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Premiere: "Painfully Obvious" by Twin Cabins

The song and music video from the emerging LA-based artist contemplates physical intimacy

by Nara Shin
on 13 November 2015

We don't know much about Nacho Cano—who creates music under the name Twin Cabins—aside from the fact that he was born in Mexico, raised in California, and built his own desktop computer so that it could run a studio. But it's one of those instances when we're happy to let the music speak for itself. While the songs Cano made in the past few years could easily be dissected into what influential albums he was listening to at the time, his recent music signals a determination to craft something refreshingly unique, memorable and personal.

Premiering on CH, the music video for Twin Cabins' sparse, ruminating song "Painfully Obvious" features different people (including the artist himself) sensually eating in slow-motion. Cano's stirring falsetto sighs and an arousing yet mournful saxophone motif juxtapose against a pretty upbeat bass line that keeps pushing everything along, even though you might want to stay and rest and think. "The song is about the conundrum that is the need for physical intimacy," Cano tells CH. "The video is much about the same." It's a lot of tension, but pleasantly bearable.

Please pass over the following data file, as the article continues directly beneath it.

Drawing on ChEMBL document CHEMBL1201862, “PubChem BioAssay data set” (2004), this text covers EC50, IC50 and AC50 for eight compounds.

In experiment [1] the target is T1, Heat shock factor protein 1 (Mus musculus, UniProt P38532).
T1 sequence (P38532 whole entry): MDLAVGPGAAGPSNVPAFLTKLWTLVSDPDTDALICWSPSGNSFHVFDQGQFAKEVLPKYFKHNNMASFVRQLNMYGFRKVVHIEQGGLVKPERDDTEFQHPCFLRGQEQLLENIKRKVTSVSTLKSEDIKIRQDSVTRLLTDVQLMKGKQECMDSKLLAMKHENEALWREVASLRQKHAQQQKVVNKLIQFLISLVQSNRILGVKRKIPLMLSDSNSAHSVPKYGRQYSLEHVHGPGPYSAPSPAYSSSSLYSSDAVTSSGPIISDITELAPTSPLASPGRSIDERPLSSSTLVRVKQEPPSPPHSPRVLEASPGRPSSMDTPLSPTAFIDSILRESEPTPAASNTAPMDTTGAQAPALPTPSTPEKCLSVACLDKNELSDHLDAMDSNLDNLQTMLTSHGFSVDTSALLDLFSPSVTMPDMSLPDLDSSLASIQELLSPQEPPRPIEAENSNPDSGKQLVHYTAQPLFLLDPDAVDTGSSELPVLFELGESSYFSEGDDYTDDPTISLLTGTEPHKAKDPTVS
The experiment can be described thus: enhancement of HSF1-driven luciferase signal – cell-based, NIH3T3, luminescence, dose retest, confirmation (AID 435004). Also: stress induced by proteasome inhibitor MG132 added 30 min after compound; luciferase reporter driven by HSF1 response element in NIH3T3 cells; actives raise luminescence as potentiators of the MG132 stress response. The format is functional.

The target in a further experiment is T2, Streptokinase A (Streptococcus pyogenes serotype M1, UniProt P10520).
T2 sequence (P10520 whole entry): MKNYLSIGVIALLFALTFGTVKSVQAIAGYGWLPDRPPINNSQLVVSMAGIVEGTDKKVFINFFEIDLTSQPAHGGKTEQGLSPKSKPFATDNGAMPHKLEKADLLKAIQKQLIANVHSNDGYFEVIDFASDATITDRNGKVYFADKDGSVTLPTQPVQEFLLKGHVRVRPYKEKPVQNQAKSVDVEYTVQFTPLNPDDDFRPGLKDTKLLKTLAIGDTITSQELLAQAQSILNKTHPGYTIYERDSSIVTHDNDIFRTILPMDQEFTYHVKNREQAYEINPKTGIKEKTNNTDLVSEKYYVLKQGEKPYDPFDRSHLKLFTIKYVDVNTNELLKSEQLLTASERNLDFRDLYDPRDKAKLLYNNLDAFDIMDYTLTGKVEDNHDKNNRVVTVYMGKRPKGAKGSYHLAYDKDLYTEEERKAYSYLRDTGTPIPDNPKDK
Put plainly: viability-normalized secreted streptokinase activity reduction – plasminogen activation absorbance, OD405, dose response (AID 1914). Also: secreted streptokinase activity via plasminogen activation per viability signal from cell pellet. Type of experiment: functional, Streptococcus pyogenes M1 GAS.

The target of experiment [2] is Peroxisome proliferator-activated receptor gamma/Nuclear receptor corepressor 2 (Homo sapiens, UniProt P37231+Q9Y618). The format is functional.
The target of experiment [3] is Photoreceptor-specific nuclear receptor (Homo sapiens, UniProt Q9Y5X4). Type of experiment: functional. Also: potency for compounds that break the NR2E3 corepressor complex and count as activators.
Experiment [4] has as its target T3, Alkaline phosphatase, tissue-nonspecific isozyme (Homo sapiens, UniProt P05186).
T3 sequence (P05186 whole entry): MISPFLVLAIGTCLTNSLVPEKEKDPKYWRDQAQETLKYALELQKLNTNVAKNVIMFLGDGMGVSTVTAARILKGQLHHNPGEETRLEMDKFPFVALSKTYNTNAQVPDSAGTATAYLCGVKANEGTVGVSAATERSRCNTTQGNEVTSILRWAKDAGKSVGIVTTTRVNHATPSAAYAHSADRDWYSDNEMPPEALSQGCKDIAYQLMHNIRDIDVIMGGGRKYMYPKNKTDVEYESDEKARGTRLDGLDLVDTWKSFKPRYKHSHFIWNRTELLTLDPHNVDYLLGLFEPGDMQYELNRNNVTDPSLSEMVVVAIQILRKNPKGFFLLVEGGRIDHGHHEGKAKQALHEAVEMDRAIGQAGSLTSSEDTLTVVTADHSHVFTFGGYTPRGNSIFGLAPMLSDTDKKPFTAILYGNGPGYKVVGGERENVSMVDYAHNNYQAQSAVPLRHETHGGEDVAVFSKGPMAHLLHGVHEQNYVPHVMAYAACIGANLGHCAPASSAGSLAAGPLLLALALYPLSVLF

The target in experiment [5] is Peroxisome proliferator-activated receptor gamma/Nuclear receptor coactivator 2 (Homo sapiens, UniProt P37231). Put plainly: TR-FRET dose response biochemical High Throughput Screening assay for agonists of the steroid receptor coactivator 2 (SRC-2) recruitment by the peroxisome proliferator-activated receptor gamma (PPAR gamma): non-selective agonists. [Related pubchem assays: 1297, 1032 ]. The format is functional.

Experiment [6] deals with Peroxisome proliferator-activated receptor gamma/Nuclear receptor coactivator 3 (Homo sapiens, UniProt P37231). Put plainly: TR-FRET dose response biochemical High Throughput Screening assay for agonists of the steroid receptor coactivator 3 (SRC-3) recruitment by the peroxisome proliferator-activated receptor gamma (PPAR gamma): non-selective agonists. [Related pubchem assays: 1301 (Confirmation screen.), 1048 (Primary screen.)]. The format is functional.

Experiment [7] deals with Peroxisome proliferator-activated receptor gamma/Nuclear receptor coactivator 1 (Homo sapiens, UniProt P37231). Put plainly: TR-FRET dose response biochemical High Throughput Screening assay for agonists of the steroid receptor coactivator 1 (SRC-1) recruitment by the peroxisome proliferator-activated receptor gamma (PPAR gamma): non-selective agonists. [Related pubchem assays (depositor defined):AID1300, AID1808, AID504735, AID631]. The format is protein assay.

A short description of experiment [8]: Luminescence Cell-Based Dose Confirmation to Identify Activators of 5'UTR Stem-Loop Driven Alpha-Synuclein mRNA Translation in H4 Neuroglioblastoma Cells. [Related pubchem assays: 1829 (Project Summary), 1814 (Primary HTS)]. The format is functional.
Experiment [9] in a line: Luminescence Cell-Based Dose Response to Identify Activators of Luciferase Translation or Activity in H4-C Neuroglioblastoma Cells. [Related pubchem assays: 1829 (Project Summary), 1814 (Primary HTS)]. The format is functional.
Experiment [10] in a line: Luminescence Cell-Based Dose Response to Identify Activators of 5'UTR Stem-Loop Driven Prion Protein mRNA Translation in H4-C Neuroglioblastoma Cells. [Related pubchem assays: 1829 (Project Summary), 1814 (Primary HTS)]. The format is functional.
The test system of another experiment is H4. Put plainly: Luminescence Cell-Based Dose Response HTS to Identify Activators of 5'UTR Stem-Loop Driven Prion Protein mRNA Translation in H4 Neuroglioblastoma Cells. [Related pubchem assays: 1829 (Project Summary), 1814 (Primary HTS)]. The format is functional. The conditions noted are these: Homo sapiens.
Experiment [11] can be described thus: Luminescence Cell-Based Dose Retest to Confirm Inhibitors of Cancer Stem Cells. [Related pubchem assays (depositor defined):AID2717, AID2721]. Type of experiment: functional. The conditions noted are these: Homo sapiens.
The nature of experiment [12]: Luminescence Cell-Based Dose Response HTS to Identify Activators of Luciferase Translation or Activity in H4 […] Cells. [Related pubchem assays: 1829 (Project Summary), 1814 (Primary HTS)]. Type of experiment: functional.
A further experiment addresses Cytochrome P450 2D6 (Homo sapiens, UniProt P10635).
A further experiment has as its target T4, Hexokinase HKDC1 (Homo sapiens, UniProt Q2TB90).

"The record is about a lot of really intimate and sensitive moments in my life," says Cano on his debut LP Harmless Fantasies, which releases today. "Thematically, the record is very definitive; it’s about conflicts of sex, intimacy, and identity. The pains of carrying past weight, past pains, and the weight that they carry onto new experiences.”

Harmless Fantasies is available on limited edition vinyl via Greg Ipp's LA label Sunset & Hyperion, and digitally via Bandcamp.

Images courtesy of the artist

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